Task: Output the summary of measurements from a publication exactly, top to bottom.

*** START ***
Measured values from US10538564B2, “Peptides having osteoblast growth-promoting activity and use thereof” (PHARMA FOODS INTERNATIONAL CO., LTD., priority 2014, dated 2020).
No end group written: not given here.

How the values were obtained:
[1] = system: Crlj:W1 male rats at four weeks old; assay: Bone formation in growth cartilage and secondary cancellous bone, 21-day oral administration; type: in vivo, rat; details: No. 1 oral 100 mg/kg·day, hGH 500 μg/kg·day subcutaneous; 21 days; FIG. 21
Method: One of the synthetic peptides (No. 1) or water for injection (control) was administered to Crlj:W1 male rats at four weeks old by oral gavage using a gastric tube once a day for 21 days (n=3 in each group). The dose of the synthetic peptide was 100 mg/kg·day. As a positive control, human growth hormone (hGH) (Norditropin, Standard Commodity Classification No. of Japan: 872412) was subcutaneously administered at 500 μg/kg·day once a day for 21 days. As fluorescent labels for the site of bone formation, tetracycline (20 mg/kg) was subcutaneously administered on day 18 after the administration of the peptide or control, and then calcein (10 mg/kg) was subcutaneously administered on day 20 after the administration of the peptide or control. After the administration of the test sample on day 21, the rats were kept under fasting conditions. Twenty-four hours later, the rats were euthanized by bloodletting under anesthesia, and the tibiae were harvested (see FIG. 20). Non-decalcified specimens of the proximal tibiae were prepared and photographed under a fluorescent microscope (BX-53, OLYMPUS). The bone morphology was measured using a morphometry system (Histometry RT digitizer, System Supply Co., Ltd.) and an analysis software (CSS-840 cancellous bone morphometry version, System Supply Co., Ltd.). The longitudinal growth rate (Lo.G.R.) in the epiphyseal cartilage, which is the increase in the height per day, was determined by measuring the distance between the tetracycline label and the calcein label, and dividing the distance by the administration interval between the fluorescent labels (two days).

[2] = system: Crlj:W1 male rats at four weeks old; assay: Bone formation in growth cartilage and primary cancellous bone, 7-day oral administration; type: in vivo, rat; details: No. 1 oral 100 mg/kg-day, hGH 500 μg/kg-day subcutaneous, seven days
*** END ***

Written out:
Measured values from US10538564B2, “Peptides having osteoblast growth-promoting activity and use thereof” (PHARMA FOODS INTERNATIONAL CO., LTD., priority 2014, dated 2020).
No end group written: not given here.

How the values were obtained:
[1] = system: Crlj:W1 male rats at four weeks old; assay: Bone formation in growth cartilage and secondary cancellous bone, 21-day oral administration; type: in vivo, rat; details: No. 1 oral 100 mg/kg·day, hGH 500 μg/kg·day subcutaneous; 21 days; FIG. 21
Method: One of the synthetic peptides (No. 1) or water for injection (control) was administered to Crlj:W1 male rats at four weeks old by oral gavage using a gastric tube once a day for 21 days (n=3 in each group). The dose of the synthetic peptide was 100 mg/kg·day. As a positive control, human growth hormone (hGH) (Norditropin, Standard Commodity Classification No. of Japan: 872412) was subcutaneously administered at 500 μg/kg·day once a day for 21 days. As fluorescent labels for the site of bone formation, tetracycline (20 mg/kg) was subcutaneously administered on day 18 after the administration of the peptide or control, and then calcein (10 mg/kg) was subcutaneously administered on day 20 after the administration of the peptide or control. After the administration of the test sample on day 21, the rats were kept under fasting conditions. Twenty-four hours later, the rats were euthanized by bloodletting under anesthesia, and the tibiae were harvested (see FIG. 20). Non-decalcified specimens of the proximal tibiae were prepared and photographed under a fluorescent microscope (BX-53, OLYMPUS). The bone morphology was measured using a morphometry system (Histometry RT digitizer, System Supply Co., Ltd.) and an analysis software (CSS-840 cancellous bone morphometry version, System Supply Co., Ltd.). The longitudinal growth rate (Lo.G.R.) in the epiphyseal cartilage, which is the increase in the height per day, was determined by measuring the distance between the tetracycline label and the calcein label, and dividing the distance by the administration interval between the fluorescent labels (two days).

[2] = system: Crlj:W1 male rats at four weeks old; assay: Bone formation in growth cartilage and primary cancellous bone, 7-day oral administration; type: in vivo, rat; details: No. 1 oral 100 mg/kg-day, hGH 500 μg/kg-day subcutaneous, seven days